Hi Melissa! You can see a digital copy at our Flipbook site -- the new issue should be up soon! http://www.citypages.com/flipbook/
By Jake Rossen
By Jesse Marx
By Michelle LeBow
By Alleen Brown
By Maggie LaMaack
By CP Staff
By Jesse Marx
Atlas Sound principal Bradford Cox gives one of the most bizarre and compelling performances of the year at the Cedar Cultural Center. After receiving a misguided request for "My Sharona," he launches into an hour-long garbage compaction of the Knack's '70s hit. It shocks some, and incites others to raise their chairs above their heads. Later, Cox writes, "It was a very natural show and the people that didn't like it can suck my dick."
Vitriol for buzz band Howler hits an all-time high after frontman Jordan Gatesmith makes some disparaging remarks about the Minneapolis music scene in a U.K. interview. He calls out the 4onthefloor as "Mumford & Sons crap," and the band responds to him by creating a song by that name to the tune of the Mumfy staple "The Cave." The unintended media blitz seems to take off a lot more than their America Give Up viral marketing campaign featuring an irrepressible grouchy man in his basement.
Trampled by Turtles' Stars and Satellites may have gotten frontman Dave Simonett and the Duluth folk-grass group some undeserved flack for being more mellow than previous albums, but it has a wild release show at First Avenue. Minneapolis Mayor R.T. Rybak and Duluth Mayor Don Ness both dive into the crowd, with varying success. The cover of the Pixies' "Where Is My Mind" has the sold-out crowd bellowing lustily along as the night ends.
Upstart label Forged Artifacts announces its first limited-edition vinyl release is Nice Purse's scrappy surf-rock statement Slumber Girls. Later in the year, the imprint run by ex-blogger and local music enthusiast Matt Linden also issues delectable treasures from minimalist synth-swirler Olsen Twinns (Found Things), chill psych-rocker Observer Drift (Corridors), and tough-as-nails indie team Prissy Clerks (Bruise or Be Bruised).
Adding to April: Lively Loring Park eatery and music space Nick and Eddie closes its doors. Proprietor Doug Anderson eventually relocates his interests downtown to the old City Billiards space and opens the Belmore/New Skyway Lounge in October. Bloodnstuff's fisrt album is riotous. Aby Wolf adds electronics and soul for her debut A. Wolf & Her Claws record.
Rhymesayers' fifth Soundset festival draws a sizeable crowd for Lupe Fiasco, Kendrick Lamar, Macklemore & Ryan Lewis, and loads more despite blistering heat early on. The weather turns, and Canterbury Park is evacuated as heavy rains set in. Atmosphere's headlining set shifts to First Avenue, and Slug opens the set with the greeting, "Welcome to the storm shelter."
Amsterdam Bar & Hall hosts the inaugural Girls Got Rhythm Fest, formed by editor Dana Raidt (formerly of now-defunct METRO magazine) and promoter Travis Ramin. With Ronnie Spector, the Muffs, the 184.108.40.206's, and Caroline & the Treats on board, it's a weekend spotlighting female rockers from around the globe.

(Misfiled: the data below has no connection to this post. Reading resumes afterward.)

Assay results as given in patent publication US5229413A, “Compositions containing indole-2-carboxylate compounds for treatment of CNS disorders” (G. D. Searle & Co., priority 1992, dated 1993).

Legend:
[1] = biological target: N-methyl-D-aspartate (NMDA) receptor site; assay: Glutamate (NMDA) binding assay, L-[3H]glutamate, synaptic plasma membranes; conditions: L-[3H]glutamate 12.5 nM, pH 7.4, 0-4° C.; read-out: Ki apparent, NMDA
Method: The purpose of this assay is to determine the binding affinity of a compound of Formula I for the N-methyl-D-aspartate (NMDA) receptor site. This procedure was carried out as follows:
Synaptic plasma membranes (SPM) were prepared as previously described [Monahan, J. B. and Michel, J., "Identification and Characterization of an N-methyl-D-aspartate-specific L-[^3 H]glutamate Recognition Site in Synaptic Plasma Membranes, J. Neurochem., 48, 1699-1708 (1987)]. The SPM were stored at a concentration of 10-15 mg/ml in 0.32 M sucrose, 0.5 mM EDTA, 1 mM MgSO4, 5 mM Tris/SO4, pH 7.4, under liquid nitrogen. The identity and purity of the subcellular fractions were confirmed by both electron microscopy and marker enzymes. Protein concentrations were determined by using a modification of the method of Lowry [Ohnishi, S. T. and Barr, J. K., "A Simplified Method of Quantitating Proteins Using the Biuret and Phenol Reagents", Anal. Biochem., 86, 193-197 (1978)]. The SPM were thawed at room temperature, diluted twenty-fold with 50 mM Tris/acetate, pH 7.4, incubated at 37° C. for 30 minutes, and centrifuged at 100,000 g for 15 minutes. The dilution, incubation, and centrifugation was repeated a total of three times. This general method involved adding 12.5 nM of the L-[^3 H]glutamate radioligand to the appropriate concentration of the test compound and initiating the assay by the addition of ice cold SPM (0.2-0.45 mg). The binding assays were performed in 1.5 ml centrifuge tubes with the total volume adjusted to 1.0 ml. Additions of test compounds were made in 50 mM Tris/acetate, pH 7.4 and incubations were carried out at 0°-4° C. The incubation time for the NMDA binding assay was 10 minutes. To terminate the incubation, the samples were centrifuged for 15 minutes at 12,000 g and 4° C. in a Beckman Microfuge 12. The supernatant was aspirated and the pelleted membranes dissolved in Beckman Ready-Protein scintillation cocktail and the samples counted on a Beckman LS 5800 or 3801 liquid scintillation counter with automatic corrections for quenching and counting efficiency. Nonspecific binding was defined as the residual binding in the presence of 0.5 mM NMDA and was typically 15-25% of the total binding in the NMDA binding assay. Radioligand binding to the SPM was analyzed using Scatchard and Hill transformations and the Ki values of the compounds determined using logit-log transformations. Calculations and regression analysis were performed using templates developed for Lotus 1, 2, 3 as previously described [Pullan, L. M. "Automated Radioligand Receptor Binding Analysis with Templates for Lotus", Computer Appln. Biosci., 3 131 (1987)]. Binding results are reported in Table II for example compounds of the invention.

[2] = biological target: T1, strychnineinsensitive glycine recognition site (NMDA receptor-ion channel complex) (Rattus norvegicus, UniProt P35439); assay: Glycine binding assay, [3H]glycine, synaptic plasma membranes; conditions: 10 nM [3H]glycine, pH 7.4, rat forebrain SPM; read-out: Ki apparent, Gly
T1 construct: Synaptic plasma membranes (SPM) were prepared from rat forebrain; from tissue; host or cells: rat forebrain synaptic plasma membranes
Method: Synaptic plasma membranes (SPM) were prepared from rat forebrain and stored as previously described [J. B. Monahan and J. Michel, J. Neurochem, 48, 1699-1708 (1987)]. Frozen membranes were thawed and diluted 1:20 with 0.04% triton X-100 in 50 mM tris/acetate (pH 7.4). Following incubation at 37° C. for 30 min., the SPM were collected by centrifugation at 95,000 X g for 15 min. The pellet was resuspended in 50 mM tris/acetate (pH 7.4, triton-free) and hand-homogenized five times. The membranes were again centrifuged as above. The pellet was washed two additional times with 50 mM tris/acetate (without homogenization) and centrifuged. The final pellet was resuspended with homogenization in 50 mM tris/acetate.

More May memories: Minnesota Public Radio reporter Chris Roberts posts a feature posing the question, "Is Minnesota Music in a golden age?" and the community is aflutter with opinions on both sides. One of the local hip-hop scene's founding fathers, I Self Devine, returns with a flurry of new material, including The Sound of Low Class Amerika. MaLLy show's the scene's promising future on The Last Great.... Both debut their albums at the Entry.
Brother Ali is arrested with 13 others at an Occupy Homes protest at the Cruz family home in south Minneapolis. Social activism is a constant in 2012 for Ali, who also joins the Million Hoodies March for Trayvon Martin, rallies against Wisconsin Gov. Scott Walker, and hosts a second Day of Dignity at the Masjid-An-Nur mosque. His fifth solo album, Mourning in America and Dreaming in Color, encapsulates these social concerns in alternating doses of brusque and beatific delivery.
The Live Nation-run River's Edge Music Festival on Harriet Island opens to large, but not sold-out attendance. Fans cluster around headliners Tool and Dave Matthews, but Diplo, Scissor Sisters, and Flaming Lips draw niche groups for the first event of a five-year commitment on the island.
Additional June notes: The Walker Art Center's Rock the Garden winning streak stays active with the Hold Steady, tUnE-yArDs, and a wealth of local favorites while dodging rain threats. The seemingly finished Stone Arch Festival of the Arts is revived and renamed the Stone Arch Bridge Festival by a team fronted by Somerset Amphitheater's Matt Mithun. Singer-songwriter Kevin Steinman moves to Norway for more-affordable treatment for ulcerative colitis. floods in duluth lead to artists with wet basements, and benefit efforts crop up.
After a bid for a Paul McCartney concert withers, Target Field's first live show is Kenny Chesney and Tim McGraw's Brothers of the Sun tour stop. The stadium overflows with cowboy hats and boots, and a barefoot Grace Potter is the night's strongest set. Later, tickets for Chesney's return visit — on July 12, 2013 — sell out within a half-hour.
Somerset Amphitheater's second SoundTown festival — set to include Florence + the Machine, Jane's Addiction, Weezer, and Girl Talk — is canceled due to low ticket sales. Dr. Dog, Best Coast, and Jeff the Brotherhood are among acts who play shows in Minneapolis instead.
Further July details: Soul Asylum's first album in six years, Delayed Reaction, emerges. Later, founding guitarist Dan Murphy leaves the group. Wilco receive the key to Duluth during an outdoor performance at Bayfront Park. Dessa teams with the Elixery for a signature lipstick for charity.